For the second day of Women in SF&F Month, I’m excited to welcome back T. Frohock! Her excellent debut novel, Miserere: An Autumn Tale, is a character-driven, dark—though not completely devoid of light!—fantasy with a unique take on battling demons and compelling protagonists. Los Nefilim, her latest book, is a collection of three novellas set in Spain during the 1930s, and like Miserere, it features a world that breathes new life into the familiar with its angels and daimons. You can read more about her work (as well as a couple of her short stories) on her website.
Requiem – Tanith Lee
She looks through water,
She looks through air,
She leaps at the moon
And she looks in.
Give her silver, Give her gold,
And bind her eyes
With a brick and a pin.
—Tanith Lee, “Where All Things Perish”
This post was a lot harder to write than I thought it would be, but then again, it’s always that way with things that I love. It’s even more difficult to describe the influence that an author such as Tanith Lee had on my rural upbringing, but the short answer is that she changed the way I saw the world. Because of her, and authors like her, I learned about diversity and acceptance of both myself and others. I felt less alone after reading her works. It seemed there was, after all, someone out there like me.
Lee was a prolific writer, and while her novels did well, it was always her short stories that I craved the most. She had Poe’s talent for creating characters and worlds that were simultaneously poetic and horrific in the true gothic fashion. Utilizing what the poet Gwendolyn MacEwen called a language both beautiful and lethal, Lee could describe the sun as a “pale yellow wound in the sky,” and then later liken it to a blade (“Bite-Me-Not or, Fleur de Fur”) in order to evoke a vampire’s pain without the prose seeming either purple or effuse. Likewise, she was the mistress of allusion, such as when she uses the orchid, flower of death, in “Elle est Trois, (La Mort)” to describe La Belle Dame sans Merci on the street “dressed in a wave of black velvet. It was a cloak such as those worn by the rich and the fashionable to the Opéra. But it wrapped her within itself as if it, too, were alive, some organic creature, folding her as if in the petals of a black orchid.”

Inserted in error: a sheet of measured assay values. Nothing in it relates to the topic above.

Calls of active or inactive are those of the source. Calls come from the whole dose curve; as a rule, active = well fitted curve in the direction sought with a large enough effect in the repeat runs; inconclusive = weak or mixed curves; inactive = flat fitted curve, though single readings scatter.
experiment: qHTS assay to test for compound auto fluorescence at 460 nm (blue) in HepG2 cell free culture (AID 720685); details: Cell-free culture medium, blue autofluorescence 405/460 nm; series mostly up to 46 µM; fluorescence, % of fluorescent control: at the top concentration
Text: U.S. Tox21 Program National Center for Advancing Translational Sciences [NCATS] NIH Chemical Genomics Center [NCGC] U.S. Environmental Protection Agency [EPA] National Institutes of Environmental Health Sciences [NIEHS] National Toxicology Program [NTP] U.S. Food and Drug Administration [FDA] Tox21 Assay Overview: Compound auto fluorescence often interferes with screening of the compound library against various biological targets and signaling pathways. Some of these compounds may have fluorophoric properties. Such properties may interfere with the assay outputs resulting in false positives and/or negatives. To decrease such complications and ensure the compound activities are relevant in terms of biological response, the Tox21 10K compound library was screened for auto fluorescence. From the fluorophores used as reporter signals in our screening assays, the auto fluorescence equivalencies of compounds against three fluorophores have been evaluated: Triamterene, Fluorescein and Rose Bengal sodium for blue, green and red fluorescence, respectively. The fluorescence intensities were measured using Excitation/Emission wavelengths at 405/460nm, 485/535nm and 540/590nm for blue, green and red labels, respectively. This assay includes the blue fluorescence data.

Lee’s works are rife with these small elegant touches—the turn of a word, the touch of a phrase.
She twisted fairytales in her brutal retelling of “Cinderella” with “When the Clock Strikes,” a story of revenge. Her variation on “Little Red Riding Hood” became “Wolfland,” where a young girl finds her own myth amidst werewolves and malicious grandmothers and wolf goddesses in the north.
Sword and sorcery are the tools she uses like flash and glamor to lead the reader into tales about choices and consequences. But shining above it all is her wit. She gives a sly wink and a nudge to ecclesiastical themes, such as when she tells of the vampires’ ancestry in “Bite-Me-Not or, Fleur de Fur.” Here the vampires are a different species with little understanding of the people they haunt. “They sense they are attributed to some sin, reckoned a punishing curse, a penance, and this amuses them …”
“Written in Water” is a very short science fiction story with a feminist twist. A woman has lived her whole life in loneliness, which leaves her well-equipped to be the last survivor of a pandemic. Then one day, a snow white star falls from the sky and brings her a mate with eyes golden like the sun.
Lee has proved time and again that gothic tales still have the power to thrill, whether they are set on fallen worlds, or in fairytales, or on a cold spring day in France. And even though Tanith Lee is no longer with us, her stories are. I managed to find a good copy of her short story collection Dreams of Dark and Light, which is all of her best short stories gathered in one place. If you ever happen across it, buy it. You’re in for a treat, because while all things might perish, stories are forever, and I hope you have the chance to discover hers.
|T. Frohock has turned a love of dark fantasy and history into tales of deliciously creepy fiction. She is the author of Miserere: An Autumn Tale, and Los Nefilim, an omnibus of three novellas: In Midnight’s Silence, Without Light or Guide, and The Second Death in addition to numerous short stories.
She lives in North Carolina, where she has long been accused of telling stories, which is a southern colloquialism for lying.